Maybe rulers questions are just spaced out at a characteristic distance---say 45000 miles.

11. Jan 23, 2009

matheinste

Hello Phrak

I think that people feel more at home with distances. Time seems much more mysterious.
Of course there are fundamental issues with length measurement as well.

Matheinste

12. Jan 23, 2009

Staff: Mentor

Maybe, maybe not. I've been in discussions before where people argue that certain types of physical processes might be affected by motion or movement through a gravitational field (ie, a pendulum clock ticks at a different rate on the moon vs on the earth). The person was undeterred by the point that there are different ways to measure time that use different types of physical processes and all show the same time dilation.

13. Jan 23, 2009

Staff: Mentor

It's just because they hear about time dilation first! We have plenty of people in here who question length contraction, but they have to get past time dilation to get to it!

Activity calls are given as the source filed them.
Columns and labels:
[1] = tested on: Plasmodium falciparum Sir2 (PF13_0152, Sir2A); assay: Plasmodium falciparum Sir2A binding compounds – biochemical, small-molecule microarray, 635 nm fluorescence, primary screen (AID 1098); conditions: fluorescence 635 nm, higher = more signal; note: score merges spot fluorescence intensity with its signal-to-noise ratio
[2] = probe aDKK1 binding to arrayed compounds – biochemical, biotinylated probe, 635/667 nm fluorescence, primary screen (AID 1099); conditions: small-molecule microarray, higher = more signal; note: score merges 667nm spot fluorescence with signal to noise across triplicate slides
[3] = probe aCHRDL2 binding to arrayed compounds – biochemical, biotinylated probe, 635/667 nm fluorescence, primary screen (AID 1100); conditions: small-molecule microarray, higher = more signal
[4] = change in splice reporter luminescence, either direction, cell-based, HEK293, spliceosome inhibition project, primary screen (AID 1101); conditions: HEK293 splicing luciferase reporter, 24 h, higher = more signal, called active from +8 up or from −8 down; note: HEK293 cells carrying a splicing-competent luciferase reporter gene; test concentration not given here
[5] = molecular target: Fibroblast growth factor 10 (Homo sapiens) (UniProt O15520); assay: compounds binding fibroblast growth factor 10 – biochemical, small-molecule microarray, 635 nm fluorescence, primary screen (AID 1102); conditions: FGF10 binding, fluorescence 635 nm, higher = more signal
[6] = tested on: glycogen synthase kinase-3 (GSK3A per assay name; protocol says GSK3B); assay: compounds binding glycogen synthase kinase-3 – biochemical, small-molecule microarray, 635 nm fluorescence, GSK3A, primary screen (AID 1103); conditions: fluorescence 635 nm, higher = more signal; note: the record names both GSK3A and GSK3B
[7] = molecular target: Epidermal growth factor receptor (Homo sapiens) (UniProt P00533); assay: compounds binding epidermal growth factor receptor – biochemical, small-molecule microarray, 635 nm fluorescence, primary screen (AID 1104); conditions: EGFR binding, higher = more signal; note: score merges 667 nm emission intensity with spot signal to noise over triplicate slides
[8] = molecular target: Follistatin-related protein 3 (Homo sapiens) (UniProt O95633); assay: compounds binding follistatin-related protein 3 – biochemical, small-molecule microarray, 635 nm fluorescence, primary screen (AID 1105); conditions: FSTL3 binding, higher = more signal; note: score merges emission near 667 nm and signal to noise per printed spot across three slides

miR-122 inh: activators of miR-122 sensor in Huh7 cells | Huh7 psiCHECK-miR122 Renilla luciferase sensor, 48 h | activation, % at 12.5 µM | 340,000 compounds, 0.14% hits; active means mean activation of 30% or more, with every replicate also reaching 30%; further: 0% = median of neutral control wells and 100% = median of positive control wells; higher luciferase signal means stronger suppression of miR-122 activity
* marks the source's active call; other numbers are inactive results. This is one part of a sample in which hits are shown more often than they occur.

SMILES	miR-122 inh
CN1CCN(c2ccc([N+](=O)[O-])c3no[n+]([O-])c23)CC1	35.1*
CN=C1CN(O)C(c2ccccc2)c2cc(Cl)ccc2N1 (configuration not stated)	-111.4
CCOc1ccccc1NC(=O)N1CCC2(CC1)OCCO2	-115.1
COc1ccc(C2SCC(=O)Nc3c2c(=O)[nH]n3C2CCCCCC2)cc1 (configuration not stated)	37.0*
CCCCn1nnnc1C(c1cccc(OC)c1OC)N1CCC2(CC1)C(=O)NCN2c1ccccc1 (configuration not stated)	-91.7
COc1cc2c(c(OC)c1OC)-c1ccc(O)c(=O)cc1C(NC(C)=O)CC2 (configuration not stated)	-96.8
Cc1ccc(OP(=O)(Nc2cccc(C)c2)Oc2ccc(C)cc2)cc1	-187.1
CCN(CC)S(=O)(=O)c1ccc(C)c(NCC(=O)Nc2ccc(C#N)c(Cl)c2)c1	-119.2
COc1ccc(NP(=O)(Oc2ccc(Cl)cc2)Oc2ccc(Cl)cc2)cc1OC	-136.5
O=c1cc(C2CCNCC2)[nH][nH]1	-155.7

14. Jan 23, 2009

Phrak

I'd like to hear them. But maybe later on, so as not to trounce on the OP's original question.

15. Jan 23, 2009

Staff: Mentor

I'm sorry, but I don't understand how the concept you describe here differs from Lorentz's aether theory. Can you explain a bit (preferably avoiding gravity if possible so that we can stick to SR)?

16. Jan 23, 2009

Staff: Mentor

In Lorentz's theory you could indeed say "moving system" meaning moving wrt the aether which would be the "absolute rest system". Unfortunately, because of the way the aether distorted clocks and rulers there is no way to detect it or determine your velocity wrt it. And, as you mentioned, two observers always see the other clock running slower even if in the aether frame one is "really" running slower. So, although in Lorentz's theory there is an objective truth about what is moving and which clock is keeping correct time, there is no way to experimentally determine it. This is another reason to abandon the aether, it is fundamentally undetectable.